Play School: How indulging in child-like activities turns us into better adults

Read about myriad benefits of incorporating fun activities into our always-on, endlessly productive lives.

Harper's Bazaar India

After I had finished a long, draining period of study in my twenties, and finally handed in a big fat thesis, I decided to dedicate my New Year’s resolutions that year to pure pleasure. I made two—to drink more cocktails and spend more money on clothes—and had an excellent, fancy and slightly giddy year as a consequence.  

Ever since, as someone who pushes themselves relatively hard most of the time, who is careful with time and money and mothering, my resolutions must always be reminders of fun, of the need to insist on lightness.  

Last year was whiskey, which was very jolly. This year, I landed on margaritas and frolicking, which is something I have realised I do not do enough of.  

The dictionary tells us frolicking means to “play or move about in a cheerful and lively way”. Something kids are very good at it. In fact, the example of usage that the dictionary gives is: “The children frolicked on the sand.” It means to gambol, cavort, caper, romp and rollick. To have fun, and to play. 

When I recently heard that there was such a thing as a play coach for adults, I wondered if this was a sign of the end-times. Is this something we really need to be told how to do, like kindergarteners? Something we need to outsource to strangers?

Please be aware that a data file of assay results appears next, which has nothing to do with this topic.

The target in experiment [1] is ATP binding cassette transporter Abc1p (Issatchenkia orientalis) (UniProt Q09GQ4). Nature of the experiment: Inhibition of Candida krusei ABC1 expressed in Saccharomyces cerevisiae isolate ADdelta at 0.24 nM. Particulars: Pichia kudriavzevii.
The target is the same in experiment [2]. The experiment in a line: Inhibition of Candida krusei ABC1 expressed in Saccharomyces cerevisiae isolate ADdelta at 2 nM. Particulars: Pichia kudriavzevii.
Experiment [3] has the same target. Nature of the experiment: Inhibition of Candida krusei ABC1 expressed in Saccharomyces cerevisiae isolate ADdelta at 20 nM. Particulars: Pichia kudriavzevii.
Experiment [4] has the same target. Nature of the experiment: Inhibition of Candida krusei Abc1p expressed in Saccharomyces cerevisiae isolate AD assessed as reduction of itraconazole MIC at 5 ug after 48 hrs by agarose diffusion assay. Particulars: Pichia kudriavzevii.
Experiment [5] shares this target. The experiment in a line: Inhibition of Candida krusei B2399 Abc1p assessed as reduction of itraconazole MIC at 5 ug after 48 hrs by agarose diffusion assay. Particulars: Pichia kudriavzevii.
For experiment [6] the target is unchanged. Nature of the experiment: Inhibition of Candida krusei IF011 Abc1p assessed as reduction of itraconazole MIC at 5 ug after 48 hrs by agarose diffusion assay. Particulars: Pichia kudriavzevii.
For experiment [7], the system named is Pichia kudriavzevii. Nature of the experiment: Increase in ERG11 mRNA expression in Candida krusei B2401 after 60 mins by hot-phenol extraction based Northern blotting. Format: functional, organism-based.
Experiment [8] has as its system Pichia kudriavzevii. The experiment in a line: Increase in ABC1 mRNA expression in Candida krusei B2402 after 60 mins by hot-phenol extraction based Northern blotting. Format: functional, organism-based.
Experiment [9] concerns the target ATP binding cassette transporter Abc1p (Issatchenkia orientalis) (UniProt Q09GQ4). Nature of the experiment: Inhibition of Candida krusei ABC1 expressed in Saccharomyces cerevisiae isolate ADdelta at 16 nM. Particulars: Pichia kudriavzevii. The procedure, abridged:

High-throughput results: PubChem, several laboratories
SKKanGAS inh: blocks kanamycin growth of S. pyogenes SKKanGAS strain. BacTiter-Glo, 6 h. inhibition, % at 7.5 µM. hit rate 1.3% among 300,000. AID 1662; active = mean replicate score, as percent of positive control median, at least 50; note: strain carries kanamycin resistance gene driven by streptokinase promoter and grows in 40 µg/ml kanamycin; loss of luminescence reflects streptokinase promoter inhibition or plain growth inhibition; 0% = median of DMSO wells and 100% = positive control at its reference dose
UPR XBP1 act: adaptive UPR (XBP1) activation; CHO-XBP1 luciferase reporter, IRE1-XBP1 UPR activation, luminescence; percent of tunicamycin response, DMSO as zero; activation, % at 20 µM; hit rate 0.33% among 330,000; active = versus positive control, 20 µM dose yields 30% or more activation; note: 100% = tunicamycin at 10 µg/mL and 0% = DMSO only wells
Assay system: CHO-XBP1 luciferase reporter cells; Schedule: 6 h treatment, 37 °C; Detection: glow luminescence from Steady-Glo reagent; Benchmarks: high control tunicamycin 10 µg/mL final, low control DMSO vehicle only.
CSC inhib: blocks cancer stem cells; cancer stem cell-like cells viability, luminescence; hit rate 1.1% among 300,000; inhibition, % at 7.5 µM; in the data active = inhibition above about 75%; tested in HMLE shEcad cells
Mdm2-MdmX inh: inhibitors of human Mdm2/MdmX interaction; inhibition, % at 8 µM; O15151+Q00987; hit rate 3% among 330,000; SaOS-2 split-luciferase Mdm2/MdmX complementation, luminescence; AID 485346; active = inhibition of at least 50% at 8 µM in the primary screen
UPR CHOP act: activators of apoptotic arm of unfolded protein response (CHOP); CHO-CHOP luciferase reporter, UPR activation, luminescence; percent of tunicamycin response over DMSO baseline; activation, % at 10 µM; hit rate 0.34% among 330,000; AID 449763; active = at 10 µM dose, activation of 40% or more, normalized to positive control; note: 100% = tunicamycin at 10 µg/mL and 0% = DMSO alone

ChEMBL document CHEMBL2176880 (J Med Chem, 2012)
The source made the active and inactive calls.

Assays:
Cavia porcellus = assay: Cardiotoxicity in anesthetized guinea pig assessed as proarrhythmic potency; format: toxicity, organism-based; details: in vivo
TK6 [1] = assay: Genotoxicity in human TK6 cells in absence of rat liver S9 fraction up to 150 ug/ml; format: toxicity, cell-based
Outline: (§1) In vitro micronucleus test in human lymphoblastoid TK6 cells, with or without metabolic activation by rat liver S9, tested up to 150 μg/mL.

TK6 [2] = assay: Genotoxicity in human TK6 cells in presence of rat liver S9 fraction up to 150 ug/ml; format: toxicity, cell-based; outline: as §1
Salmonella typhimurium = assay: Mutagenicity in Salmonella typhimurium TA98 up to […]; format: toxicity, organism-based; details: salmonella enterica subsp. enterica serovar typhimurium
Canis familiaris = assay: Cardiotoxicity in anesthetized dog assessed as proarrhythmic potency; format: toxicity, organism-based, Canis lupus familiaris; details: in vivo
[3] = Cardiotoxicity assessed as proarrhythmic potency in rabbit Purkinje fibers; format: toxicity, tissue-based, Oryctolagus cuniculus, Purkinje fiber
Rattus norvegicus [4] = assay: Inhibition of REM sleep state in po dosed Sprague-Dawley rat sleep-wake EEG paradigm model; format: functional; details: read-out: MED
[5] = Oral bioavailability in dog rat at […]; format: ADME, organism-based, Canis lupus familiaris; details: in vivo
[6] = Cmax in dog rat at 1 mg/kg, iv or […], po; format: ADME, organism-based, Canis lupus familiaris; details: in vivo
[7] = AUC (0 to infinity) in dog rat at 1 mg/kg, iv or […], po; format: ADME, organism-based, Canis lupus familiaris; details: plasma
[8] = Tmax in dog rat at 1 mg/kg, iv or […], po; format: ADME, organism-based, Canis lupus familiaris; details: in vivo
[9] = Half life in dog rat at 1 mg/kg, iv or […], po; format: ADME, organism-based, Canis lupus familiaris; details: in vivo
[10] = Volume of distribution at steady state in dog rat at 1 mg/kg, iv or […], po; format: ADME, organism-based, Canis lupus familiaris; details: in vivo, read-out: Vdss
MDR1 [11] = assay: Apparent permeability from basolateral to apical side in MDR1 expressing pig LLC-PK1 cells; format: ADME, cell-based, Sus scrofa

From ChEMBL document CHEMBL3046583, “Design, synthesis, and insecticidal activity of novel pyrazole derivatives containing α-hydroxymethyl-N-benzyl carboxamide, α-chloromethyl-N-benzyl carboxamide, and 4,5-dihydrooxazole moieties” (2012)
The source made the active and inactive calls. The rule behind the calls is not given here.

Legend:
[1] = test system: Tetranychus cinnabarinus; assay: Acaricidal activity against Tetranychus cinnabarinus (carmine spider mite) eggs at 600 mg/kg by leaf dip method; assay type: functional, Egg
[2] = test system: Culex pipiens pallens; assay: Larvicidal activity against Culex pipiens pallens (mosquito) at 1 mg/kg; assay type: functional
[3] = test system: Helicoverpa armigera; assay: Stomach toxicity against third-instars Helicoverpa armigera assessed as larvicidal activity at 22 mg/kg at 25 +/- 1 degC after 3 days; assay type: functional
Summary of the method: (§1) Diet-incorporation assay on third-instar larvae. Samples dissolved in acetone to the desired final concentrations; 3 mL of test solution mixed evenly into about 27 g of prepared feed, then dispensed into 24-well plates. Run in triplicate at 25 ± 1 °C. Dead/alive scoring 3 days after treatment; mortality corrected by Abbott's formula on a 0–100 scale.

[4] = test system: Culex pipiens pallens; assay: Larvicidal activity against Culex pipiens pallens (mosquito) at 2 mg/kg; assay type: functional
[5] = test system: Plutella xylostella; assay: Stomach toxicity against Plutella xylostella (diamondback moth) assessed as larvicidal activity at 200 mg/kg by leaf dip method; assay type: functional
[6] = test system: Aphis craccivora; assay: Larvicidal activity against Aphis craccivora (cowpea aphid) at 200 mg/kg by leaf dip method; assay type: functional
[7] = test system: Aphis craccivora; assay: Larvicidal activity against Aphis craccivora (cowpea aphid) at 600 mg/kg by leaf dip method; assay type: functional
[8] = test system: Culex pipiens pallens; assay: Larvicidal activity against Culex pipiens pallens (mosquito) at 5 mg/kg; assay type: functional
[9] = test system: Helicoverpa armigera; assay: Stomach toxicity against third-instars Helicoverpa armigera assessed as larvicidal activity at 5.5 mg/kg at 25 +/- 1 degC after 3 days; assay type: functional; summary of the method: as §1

But when the New York Times ran a piece on the benefits of play recently, they quoted Jeff Harry, “a positive play coach” who said: “One way to think about play is an action you do that brings you a significant amount of joy without offering a specific result.” And this made me pause; in a multi-screened, poly-tasking world where logging onto the internet is like walking into a Moroccan market at dawn, with a thousand peddlers yelling for your attention, the idea of devoting time to something that has no specific end, or purpose, is both novel and, actually, quite liberating. 

As American psychiatrist Stuart Brown told the Washington Post, “What all play has in common, is that it offers a sense of engagement and pleasure, takes the player out of a sense of time and place, and the experience of doing it is more important than the outcome.” 

A University of Illinois study found that university students who were “highly playful” (spontaneous, energetic and more likely to “clown around”) were less stressed and more easily able to cope with the anxieties of college life. A Pennsylvania State University study found that being more playful also meant being more attractive to potential partners, which makes sense—who doesn’t fall in love with people who make you laugh? Researchers have found play improves relationships in middle age. And in case you were wondering if ‘playful’ went beyond say, whoopee-cushion placement, a 2017 German study identified four types of playful adults: other-directed (these are people who like fooling around—the afore-mentioned whoopee cushion lovers), light-hearted (those who are carefree), intellectual (those who like playing with ideas and thoughts), and whimsical, (these people like quirky or rare things, and pay attention to the smallest of absurdities).  

Academics say we can learn to be more playful—we just need to make time for it and push ourselves a little. And the benefits are huge: Science tells us play is better for stress, relationships, energy, creativity, brain function, writing, sleep, confidence, and ambition.  

The way people play tells us a lot about who they are.